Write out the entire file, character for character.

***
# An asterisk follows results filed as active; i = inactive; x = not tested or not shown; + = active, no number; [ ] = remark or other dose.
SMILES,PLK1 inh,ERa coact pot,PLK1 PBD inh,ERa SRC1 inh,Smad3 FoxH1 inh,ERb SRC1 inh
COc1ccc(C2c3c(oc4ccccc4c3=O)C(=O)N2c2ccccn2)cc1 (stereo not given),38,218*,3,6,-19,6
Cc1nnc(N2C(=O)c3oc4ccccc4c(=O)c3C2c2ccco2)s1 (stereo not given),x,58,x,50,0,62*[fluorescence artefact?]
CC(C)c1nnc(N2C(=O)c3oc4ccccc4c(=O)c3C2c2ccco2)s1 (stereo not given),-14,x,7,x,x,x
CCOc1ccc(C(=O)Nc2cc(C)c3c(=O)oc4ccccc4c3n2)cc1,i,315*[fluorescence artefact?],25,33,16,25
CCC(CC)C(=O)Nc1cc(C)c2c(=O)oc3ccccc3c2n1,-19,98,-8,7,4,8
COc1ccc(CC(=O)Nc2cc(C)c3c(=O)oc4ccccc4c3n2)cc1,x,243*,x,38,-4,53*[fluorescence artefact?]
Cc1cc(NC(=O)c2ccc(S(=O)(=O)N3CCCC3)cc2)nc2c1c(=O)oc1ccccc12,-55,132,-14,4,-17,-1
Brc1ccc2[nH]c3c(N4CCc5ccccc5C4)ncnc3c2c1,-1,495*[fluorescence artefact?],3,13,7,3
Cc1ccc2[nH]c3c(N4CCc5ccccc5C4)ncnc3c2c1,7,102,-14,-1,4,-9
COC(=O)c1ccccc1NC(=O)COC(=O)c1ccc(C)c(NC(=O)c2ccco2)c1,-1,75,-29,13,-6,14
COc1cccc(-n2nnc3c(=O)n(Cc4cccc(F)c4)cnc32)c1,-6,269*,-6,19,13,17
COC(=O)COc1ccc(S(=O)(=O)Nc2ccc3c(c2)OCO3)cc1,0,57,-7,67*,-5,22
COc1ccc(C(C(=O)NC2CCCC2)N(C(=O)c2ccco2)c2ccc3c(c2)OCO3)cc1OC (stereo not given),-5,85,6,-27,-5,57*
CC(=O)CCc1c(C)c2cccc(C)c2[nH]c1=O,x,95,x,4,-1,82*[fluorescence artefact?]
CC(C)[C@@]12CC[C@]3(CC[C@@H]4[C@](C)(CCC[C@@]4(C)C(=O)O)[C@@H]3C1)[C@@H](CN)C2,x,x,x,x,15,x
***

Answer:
# An asterisk follows results filed as active; i = inactive; x = not tested or not shown; + = active, no number; [ ] = remark or other dose.
SMILES,PLK1 inh,ERa coact pot,PLK1 PBD inh,ERa SRC1 inh,Smad3 FoxH1 inh,ERb SRC1 inh
COc1ccc(C2c3c(oc4ccccc4c3=O)C(=O)N2c2ccccn2)cc1 (stereo not given),38,218*,3,6,-19,6
Cc1nnc(N2C(=O)c3oc4ccccc4c(=O)c3C2c2ccco2)s1 (stereo not given),x,58,x,50,0,62*[fluorescence artefact?]
CC(C)c1nnc(N2C(=O)c3oc4ccccc4c(=O)c3C2c2ccco2)s1 (stereo not given),-14,x,7,x,x,x
CCOc1ccc(C(=O)Nc2cc(C)c3c(=O)oc4ccccc4c3n2)cc1,i,315*[fluorescence artefact?],25,33,16,25
CCC(CC)C(=O)Nc1cc(C)c2c(=O)oc3ccccc3c2n1,-19,98,-8,7,4,8
COc1ccc(CC(=O)Nc2cc(C)c3c(=O)oc4ccccc4c3n2)cc1,x,243*,x,38,-4,53*[fluorescence artefact?]
Cc1cc(NC(=O)c2ccc(S(=O)(=O)N3CCCC3)cc2)nc2c1c(=O)oc1ccccc12,-55,132,-14,4,-17,-1
Brc1ccc2[nH]c3c(N4CCc5ccccc5C4)ncnc3c2c1,-1,495*[fluorescence artefact?],3,13,7,3
Cc1ccc2[nH]c3c(N4CCc5ccccc5C4)ncnc3c2c1,7,102,-14,-1,4,-9
COC(=O)c1ccccc1NC(=O)COC(=O)c1ccc(C)c(NC(=O)c2ccco2)c1,-1,75,-29,13,-6,14
COc1cccc(-n2nnc3c(=O)n(Cc4cccc(F)c4)cnc32)c1,-6,269*,-6,19,13,17
COC(=O)COc1ccc(S(=O)(=O)Nc2ccc3c(c2)OCO3)cc1,0,57,-7,67*,-5,22
COc1ccc(C(C(=O)NC2CCCC2)N(C(=O)c2ccco2)c2ccc3c(c2)OCO3)cc1OC (stereo not given),-5,85,6,-27,-5,57*
CC(=O)CCc1c(C)c2cccc(C)c2[nH]c1=O,x,95,x,4,-1,82*[fluorescence artefact?]
CC(C)[C@@]12CC[C@]3(CC[C@@H]4[C@](C)(CCC[C@@]4(C)C(=O)O)[C@@H]3C1)[C@@H](CN)C2,x,x,x,x,15,x